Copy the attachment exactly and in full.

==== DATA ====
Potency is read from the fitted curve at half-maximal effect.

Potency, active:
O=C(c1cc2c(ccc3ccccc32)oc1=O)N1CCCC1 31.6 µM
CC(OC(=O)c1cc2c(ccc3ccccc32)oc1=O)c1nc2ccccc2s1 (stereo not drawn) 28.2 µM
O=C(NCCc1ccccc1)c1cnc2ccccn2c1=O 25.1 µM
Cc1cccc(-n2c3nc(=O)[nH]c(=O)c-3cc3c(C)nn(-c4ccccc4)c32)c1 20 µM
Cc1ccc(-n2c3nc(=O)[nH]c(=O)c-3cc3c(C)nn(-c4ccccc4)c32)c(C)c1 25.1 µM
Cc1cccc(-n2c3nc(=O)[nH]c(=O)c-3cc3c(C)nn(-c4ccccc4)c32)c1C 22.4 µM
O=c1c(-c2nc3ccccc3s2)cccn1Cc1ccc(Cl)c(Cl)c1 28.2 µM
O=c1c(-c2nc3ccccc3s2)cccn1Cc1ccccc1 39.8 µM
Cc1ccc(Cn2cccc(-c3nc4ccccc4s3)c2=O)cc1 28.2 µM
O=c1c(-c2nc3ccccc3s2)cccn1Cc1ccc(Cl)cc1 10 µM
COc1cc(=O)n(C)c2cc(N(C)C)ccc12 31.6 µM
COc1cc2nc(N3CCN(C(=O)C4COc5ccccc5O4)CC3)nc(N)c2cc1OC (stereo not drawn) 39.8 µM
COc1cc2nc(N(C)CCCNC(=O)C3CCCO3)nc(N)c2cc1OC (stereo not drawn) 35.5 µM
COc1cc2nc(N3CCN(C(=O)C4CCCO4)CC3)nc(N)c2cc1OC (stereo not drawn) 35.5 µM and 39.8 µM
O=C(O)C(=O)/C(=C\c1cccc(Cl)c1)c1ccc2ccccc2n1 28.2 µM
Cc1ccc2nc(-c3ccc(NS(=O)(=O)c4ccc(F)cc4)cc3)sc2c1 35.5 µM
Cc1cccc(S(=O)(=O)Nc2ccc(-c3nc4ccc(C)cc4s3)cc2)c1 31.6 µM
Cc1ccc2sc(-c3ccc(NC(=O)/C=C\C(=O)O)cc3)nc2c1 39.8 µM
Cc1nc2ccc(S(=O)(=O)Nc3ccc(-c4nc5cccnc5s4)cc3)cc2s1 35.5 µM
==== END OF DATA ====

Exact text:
Potency is read from the fitted curve at half-maximal effect.

Potency, active:
O=C(c1cc2c(ccc3ccccc32)oc1=O)N1CCCC1 31.6 µM
CC(OC(=O)c1cc2c(ccc3ccccc32)oc1=O)c1nc2ccccc2s1 (stereo not drawn) 28.2 µM
O=C(NCCc1ccccc1)c1cnc2ccccn2c1=O 25.1 µM
Cc1cccc(-n2c3nc(=O)[nH]c(=O)c-3cc3c(C)nn(-c4ccccc4)c32)c1 20 µM
Cc1ccc(-n2c3nc(=O)[nH]c(=O)c-3cc3c(C)nn(-c4ccccc4)c32)c(C)c1 25.1 µM
Cc1cccc(-n2c3nc(=O)[nH]c(=O)c-3cc3c(C)nn(-c4ccccc4)c32)c1C 22.4 µM
O=c1c(-c2nc3ccccc3s2)cccn1Cc1ccc(Cl)c(Cl)c1 28.2 µM
O=c1c(-c2nc3ccccc3s2)cccn1Cc1ccccc1 39.8 µM
Cc1ccc(Cn2cccc(-c3nc4ccccc4s3)c2=O)cc1 28.2 µM
O=c1c(-c2nc3ccccc3s2)cccn1Cc1ccc(Cl)cc1 10 µM
COc1cc(=O)n(C)c2cc(N(C)C)ccc12 31.6 µM
COc1cc2nc(N3CCN(C(=O)C4COc5ccccc5O4)CC3)nc(N)c2cc1OC (stereo not drawn) 39.8 µM
COc1cc2nc(N(C)CCCNC(=O)C3CCCO3)nc(N)c2cc1OC (stereo not drawn) 35.5 µM
COc1cc2nc(N3CCN(C(=O)C4CCCO4)CC3)nc(N)c2cc1OC (stereo not drawn) 35.5 µM and 39.8 µM
O=C(O)C(=O)/C(=C\c1cccc(Cl)c1)c1ccc2ccccc2n1 28.2 µM
Cc1ccc2nc(-c3ccc(NS(=O)(=O)c4ccc(F)cc4)cc3)sc2c1 35.5 µM
Cc1cccc(S(=O)(=O)Nc2ccc(-c3nc4ccc(C)cc4s3)cc2)c1 31.6 µM
Cc1ccc2sc(-c3ccc(NC(=O)/C=C\C(=O)O)cc3)nc2c1 39.8 µM
Cc1nc2ccc(S(=O)(=O)Nc3ccc(-c4nc5cccnc5s4)cc3)cc2s1 35.5 µM